This is Post 11 in the ‘Meditation Guidance’ series. Summaries of the other articles in this series can be found here.
It is understandable that mettā, or Loving-Kindness, would be the best understood of the four brahmavihāras. It is the one which has its own short recorded discourse in the Pali Cannon of early Buddhist tradition, but more importantly, it is the one which most resonates with our experience in ordinary life. Mettā extends our ordinary notions of love to express an attitude of unconditionally valuing everything in our experience, and unconditionally valuing all of the people in our world. People who practice the mettābhāvanā meditation practice, would generally describe mettā as being characterised by a feeling or attitude of warmth, kindness, care, and of love – in the sense of a deep valuing and well-wishing. The most common translation of mettā is Loving Kindness, but it includes qualities of ‘unconditional love’, ‘unconditional valuing’, and ‘unconditional acceptance’.
The mettābhāvanā practice is often felt by practitioners to be powerfully transformative – a powerful support to psychological integration, and to social interaction. Because mettā is that attitude of Consciousness, which unconditionally values and accepts our experience, it powerfully transforms the evaluative, or ‘Feeling’ function of the human mind. In ordinary egoic consciousness, the evaluative, or ‘Feeling’, function discerns that which is of value to us by attending to the internal flow of pleasant and unpleasant feeling states that are our emotional guidance system throughout life.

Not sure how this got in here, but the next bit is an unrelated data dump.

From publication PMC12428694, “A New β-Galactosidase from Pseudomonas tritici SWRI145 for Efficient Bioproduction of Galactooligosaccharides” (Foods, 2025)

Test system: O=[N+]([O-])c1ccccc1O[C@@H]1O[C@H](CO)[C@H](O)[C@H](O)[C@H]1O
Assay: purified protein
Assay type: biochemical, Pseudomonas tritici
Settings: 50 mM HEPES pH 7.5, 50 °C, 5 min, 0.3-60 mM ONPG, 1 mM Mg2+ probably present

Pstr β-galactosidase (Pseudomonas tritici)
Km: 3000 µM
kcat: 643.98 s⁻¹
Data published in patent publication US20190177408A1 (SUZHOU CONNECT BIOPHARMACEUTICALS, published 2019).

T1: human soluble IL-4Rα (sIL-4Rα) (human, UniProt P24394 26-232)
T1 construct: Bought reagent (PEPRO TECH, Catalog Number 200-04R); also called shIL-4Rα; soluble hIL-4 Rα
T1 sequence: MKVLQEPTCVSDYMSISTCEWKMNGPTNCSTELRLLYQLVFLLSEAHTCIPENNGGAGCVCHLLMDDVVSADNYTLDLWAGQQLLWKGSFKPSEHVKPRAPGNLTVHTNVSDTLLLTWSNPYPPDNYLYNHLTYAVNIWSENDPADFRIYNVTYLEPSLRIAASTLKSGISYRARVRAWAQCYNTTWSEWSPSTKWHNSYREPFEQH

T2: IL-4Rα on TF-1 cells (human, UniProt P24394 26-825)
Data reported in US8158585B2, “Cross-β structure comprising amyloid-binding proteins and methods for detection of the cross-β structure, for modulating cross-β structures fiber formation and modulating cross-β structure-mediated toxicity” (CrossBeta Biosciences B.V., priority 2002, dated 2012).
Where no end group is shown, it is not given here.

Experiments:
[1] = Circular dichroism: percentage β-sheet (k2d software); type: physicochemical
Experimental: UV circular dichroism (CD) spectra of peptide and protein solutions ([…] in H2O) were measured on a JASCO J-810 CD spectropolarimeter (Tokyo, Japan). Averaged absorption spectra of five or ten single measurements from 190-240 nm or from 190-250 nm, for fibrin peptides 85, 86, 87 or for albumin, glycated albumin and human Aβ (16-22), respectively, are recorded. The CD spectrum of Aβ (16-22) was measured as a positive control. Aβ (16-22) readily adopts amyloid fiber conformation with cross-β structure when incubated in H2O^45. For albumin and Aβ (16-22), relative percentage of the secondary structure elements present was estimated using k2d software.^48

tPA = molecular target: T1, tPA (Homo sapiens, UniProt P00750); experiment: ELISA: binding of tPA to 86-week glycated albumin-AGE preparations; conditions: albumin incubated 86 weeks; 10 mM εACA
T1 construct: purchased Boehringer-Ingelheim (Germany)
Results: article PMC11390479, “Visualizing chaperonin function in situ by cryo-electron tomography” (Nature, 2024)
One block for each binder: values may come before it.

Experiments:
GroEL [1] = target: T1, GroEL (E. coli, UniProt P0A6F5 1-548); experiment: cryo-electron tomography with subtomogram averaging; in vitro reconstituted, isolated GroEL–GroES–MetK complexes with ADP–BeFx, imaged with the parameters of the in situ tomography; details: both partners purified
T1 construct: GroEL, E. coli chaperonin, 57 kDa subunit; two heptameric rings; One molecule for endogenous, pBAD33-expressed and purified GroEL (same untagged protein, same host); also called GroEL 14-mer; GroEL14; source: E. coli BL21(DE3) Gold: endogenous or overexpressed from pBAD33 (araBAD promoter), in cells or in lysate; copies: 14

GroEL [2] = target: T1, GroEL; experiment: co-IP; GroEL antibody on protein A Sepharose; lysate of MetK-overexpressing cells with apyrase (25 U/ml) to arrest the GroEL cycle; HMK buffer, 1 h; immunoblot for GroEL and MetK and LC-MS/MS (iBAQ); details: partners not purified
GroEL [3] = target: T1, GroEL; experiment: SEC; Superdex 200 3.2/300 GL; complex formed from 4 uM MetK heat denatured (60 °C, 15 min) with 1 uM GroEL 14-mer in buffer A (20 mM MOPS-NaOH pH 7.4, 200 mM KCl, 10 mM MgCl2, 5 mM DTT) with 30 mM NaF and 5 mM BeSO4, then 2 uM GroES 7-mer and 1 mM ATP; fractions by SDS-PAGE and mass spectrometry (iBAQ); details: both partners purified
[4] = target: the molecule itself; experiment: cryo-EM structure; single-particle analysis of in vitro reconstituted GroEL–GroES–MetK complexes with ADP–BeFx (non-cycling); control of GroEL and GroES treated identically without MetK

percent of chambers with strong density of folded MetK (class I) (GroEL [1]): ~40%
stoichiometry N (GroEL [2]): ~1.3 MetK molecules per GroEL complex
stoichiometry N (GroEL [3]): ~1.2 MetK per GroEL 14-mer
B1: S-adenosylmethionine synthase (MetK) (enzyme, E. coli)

This discernment between that which is of value to us and that which is not, may be conscious or unconscious, and plays a very important role in the egoic construction of identity, and in the establishment of the defensive threshold between egoic feeling, which we are happy to identify with, and the feeling aspect of the unconscious – emotional content of the mind that we would rather not feel, or that which we would rather not remember, or that which we would rather not recognise as an aspect of ourselves.
Mettā – Healing and Evolving the Emotional Body
In regard to how this Feeling aspect of the personal unconscious is experienced, there is a useful notion in esoteric Buddhism and other spiritual traditions – the Emotional Body. In my view, the idea that we have a psycho-spiritual anatomy made up of subtle energy bodies and ‘chakra’ points or areas, where the energetic state of the subtle bodies is most keenly felt, is a very useful one – and is one that fits the experience of myself and other meditators. I am in general very critical of the way this ‘somatic’ anatomy is described, and shall be attempting to bring some clarity to this area ‘Meditation Guidance’ series. Continue reading